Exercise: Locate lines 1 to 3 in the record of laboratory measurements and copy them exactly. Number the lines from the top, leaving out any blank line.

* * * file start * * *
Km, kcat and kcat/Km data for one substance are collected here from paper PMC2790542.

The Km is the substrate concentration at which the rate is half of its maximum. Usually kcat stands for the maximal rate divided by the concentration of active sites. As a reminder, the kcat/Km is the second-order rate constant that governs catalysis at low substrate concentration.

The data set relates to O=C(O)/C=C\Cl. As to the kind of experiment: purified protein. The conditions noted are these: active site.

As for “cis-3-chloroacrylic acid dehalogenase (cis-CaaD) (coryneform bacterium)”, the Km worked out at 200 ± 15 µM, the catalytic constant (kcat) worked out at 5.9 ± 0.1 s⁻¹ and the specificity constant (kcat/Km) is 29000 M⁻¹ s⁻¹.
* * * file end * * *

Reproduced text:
Km, kcat and kcat/Km data for one substance are collected here from paper PMC2790542.

The Km is the substrate concentration at which the rate is half of its maximum. Usually kcat stands for the maximal rate divided by the concentration of active sites. As a reminder, the kcat/Km is the second-order rate constant that governs catalysis at low substrate concentration.

The data set relates to O=C(O)/C=C\Cl. As to the kind of experiment: purified protein. The conditions noted are these: active site.